- June 19, 2017
- Posted by: Sage Shield Safety Consultants
- Category: Global Safety News
CAPE TOWN – The United National Transport Union (Untu) has expressed disappointment at Transport Minister Joe Maswanganyi’s opposition to Untu’s application against the Passenger Rail Agency of South Africa (Prasa) in the Western Cape High Court for a court order to ensure a safe working environment for Untu members.
It is clear that Maswanganyi merely opposed this “crucial court application to show his muscle without attempting to familiarise himself with the extent of the crisis” Untu members working for Prasa faced every day, Untu general secretary Steve Harris said in a statement.
Untu had to cite Maswanganyi as the custodian of the state-owned enterprise (SoE) as a respondent in the matter, but did not ask the court to grant an order against him, he said.
“The minister’s decision to oppose will simply further delay the hearing of this matter which is not only in the interest of Prasa employees, but in the interest of all commuters relying on trains to get them to work and back home daily.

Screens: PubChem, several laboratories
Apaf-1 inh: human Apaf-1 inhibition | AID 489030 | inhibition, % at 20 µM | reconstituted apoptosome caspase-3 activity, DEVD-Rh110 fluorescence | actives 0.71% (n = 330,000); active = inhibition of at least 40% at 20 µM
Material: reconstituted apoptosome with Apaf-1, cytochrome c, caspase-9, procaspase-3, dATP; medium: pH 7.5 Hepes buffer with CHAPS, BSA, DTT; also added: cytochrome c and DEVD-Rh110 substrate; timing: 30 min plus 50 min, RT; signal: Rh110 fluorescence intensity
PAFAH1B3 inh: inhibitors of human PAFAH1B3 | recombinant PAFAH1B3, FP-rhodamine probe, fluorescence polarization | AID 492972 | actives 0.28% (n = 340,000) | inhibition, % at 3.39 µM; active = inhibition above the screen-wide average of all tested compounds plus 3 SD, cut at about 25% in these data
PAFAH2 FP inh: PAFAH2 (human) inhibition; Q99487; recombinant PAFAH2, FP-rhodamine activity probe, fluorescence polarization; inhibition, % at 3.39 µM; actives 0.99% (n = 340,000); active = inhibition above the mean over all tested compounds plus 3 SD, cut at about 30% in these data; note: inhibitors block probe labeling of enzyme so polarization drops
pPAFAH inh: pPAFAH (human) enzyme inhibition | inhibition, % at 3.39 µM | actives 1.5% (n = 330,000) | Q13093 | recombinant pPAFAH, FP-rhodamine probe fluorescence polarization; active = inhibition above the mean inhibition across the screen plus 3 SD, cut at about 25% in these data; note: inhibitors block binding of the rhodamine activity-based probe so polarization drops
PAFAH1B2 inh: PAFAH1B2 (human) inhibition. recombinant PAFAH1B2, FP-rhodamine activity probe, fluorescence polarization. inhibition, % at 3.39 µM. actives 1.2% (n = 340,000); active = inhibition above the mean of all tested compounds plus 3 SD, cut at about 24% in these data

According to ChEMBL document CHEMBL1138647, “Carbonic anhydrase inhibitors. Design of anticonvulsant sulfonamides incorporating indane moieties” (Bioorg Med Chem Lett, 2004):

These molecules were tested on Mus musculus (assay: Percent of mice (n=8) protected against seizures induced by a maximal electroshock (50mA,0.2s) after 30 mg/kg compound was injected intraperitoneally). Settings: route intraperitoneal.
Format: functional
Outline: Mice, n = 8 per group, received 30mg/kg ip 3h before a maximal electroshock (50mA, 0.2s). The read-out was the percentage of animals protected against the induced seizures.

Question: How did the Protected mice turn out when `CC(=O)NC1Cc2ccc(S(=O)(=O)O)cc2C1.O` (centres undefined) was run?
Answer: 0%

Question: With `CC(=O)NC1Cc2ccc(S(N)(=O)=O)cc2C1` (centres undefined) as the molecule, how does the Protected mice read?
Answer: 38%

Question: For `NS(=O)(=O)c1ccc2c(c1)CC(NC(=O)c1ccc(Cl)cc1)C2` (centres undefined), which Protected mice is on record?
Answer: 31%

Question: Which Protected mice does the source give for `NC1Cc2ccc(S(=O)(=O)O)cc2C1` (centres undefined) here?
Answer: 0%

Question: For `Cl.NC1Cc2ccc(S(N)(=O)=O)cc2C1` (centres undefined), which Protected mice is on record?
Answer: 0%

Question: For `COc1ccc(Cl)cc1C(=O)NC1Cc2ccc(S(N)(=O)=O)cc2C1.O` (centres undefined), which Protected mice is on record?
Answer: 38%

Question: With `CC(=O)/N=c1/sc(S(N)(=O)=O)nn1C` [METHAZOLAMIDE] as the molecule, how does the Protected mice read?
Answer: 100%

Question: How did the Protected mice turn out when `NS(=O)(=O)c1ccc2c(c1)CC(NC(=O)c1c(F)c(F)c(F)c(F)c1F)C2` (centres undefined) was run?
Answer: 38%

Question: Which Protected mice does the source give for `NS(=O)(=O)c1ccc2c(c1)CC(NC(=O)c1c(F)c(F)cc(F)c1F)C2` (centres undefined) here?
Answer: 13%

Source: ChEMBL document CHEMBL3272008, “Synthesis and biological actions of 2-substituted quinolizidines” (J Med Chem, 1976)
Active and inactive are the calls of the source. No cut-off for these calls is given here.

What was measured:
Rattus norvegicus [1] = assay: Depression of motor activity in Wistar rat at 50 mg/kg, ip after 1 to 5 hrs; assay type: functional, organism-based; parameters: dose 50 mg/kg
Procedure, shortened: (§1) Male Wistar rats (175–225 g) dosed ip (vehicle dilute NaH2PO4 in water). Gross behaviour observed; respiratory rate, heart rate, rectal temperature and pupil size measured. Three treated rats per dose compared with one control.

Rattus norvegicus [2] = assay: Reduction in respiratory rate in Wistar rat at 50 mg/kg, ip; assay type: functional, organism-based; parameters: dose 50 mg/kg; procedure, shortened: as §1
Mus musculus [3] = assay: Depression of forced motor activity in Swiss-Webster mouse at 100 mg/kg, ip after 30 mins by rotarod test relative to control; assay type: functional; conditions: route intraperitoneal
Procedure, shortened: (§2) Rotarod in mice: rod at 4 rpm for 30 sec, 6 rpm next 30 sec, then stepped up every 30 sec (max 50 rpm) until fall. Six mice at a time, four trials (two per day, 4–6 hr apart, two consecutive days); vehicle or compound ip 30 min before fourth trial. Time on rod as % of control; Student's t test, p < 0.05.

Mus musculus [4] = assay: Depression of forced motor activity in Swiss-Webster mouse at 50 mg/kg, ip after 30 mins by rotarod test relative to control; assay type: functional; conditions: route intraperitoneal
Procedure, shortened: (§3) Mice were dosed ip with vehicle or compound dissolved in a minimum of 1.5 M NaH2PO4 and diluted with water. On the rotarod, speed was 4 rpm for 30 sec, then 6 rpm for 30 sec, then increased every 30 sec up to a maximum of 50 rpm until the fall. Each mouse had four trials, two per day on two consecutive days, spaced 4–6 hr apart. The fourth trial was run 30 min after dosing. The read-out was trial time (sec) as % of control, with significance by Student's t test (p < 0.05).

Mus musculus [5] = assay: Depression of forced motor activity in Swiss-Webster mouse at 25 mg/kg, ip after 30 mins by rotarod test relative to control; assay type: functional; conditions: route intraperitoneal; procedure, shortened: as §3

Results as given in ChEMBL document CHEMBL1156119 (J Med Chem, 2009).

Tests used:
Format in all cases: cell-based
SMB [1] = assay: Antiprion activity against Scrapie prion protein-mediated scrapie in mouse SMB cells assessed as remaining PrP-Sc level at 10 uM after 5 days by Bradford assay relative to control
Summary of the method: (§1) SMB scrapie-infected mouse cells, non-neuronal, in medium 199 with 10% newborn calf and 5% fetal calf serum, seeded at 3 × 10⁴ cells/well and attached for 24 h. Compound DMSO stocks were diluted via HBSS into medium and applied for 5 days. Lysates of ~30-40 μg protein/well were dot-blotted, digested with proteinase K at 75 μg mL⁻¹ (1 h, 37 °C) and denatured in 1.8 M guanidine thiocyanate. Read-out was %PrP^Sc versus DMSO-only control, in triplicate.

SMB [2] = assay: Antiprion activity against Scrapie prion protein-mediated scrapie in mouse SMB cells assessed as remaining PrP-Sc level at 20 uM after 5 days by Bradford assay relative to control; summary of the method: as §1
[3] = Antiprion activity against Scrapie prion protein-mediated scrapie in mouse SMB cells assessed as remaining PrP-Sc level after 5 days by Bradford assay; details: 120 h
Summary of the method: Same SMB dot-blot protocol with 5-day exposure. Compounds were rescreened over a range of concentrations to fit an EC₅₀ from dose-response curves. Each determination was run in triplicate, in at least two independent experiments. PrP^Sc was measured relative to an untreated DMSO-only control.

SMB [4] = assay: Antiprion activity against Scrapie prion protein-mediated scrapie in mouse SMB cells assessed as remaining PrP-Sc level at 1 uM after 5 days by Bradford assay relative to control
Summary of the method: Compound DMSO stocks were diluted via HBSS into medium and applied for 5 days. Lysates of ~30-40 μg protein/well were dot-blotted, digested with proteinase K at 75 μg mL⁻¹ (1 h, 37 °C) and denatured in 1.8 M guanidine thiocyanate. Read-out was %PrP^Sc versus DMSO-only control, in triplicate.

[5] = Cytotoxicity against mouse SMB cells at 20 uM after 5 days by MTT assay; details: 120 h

“Untu realises that with every new minister comes a broom that would like to sweep clean, but in the current circumstances with trains being vandalised and torched in all the main cities in the country weekly, this minister should realise the seriousness and the urgency of the pending application. Untu does not want to see more of our members die or be harmed,” Harris said.
Untu approached the court last month for an order to force Prasa to fulfil its obligations in terms of the Occupational Health and Safety Act, the Labour Relations Act, and the Constitution, and to improve safety on the notorious central line between Cape Town and Langa in the Western Cape.
The union asked the court to direct Prasa to establish an armed mobile reaction unit whose members would be stationed at Netreg, Mitchells Plain, and Chris Hani stations. Untu also asked the court to order Prasa to establish a joint task team comprised of the union, other representative unions, and police to develop a long-term strategy for commuter safety in Prasa.
If Untu succeeded with this application on the central line where it had documented various incidents from July last year, it would have a strategic effect on Prasa to drastically improve security at all its premises in the rest of the country, Harris said.
Untu appealed to Western Cape Judge President John Hlophe to grant the hearing of this application an expedited court date.
“The minister must now compose his affidavit to indicate to the court what his reasons for opposing the application are. Prasa has not yet indicated if it will oppose the application,” Harris said.
African News Agency